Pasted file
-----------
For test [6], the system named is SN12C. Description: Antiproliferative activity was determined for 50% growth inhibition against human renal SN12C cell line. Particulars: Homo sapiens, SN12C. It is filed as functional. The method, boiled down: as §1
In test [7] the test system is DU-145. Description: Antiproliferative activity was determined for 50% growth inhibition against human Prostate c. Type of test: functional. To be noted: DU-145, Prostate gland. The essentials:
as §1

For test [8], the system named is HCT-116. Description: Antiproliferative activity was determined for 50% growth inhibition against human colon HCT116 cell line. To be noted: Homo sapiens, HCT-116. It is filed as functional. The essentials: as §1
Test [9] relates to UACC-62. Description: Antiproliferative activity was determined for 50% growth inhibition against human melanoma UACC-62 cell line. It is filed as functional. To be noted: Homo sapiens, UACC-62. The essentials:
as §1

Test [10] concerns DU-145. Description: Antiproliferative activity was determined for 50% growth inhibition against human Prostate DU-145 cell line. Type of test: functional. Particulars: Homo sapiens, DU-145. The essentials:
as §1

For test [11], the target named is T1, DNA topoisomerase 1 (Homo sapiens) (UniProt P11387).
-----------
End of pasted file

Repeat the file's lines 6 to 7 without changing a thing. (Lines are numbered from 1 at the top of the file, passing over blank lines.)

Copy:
as §1

Test [10] concerns DU-145. Description: Antiproliferative activity was determined for 50% growth inhibition against human Prostate DU-145 cell line. Type of test: functional. Particulars: Homo sapiens, DU-145. The essentials: